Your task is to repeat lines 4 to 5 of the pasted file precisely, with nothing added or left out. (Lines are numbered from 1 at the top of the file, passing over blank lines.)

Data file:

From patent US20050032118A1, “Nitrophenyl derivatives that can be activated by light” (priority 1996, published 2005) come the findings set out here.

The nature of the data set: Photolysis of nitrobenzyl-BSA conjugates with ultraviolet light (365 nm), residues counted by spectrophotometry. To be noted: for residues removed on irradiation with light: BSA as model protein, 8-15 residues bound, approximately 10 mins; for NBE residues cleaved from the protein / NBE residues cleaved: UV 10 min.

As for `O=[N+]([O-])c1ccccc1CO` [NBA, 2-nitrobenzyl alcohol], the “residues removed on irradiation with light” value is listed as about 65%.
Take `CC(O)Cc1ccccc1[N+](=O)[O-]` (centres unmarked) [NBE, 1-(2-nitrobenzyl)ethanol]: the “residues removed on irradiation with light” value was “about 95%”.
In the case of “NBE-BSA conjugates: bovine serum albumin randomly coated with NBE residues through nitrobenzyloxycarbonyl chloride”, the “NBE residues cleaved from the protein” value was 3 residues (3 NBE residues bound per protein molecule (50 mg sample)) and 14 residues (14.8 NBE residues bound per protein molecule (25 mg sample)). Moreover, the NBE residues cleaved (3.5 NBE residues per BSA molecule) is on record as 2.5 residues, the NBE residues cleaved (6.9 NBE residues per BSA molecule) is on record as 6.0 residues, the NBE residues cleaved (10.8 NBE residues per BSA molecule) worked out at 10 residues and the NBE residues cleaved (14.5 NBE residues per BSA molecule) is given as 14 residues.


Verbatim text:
Take `CC(O)Cc1ccccc1[N+](=O)[O-]` (centres unmarked) [NBE, 1-(2-nitrobenzyl)ethanol]: the “residues removed on irradiation with light” value was “about 95%”.
In the case of “NBE-BSA conjugates: bovine serum albumin randomly coated with NBE residues through nitrobenzyloxycarbonyl chloride”, the “NBE residues cleaved from the protein” value was 3 residues (3 NBE residues bound per protein molecule (50 mg sample)) and 14 residues (14.8 NBE residues bound per protein molecule (25 mg sample)). Moreover, the NBE residues cleaved (3.5 NBE residues per BSA molecule) is on record as 2.5 residues, the NBE residues cleaved (6.9 NBE residues per BSA molecule) is on record as 6.0 residues, the NBE residues cleaved (10.8 NBE residues per BSA molecule) worked out at 10 residues and the NBE residues cleaved (14.5 NBE residues per BSA molecule) is given as 14 residues.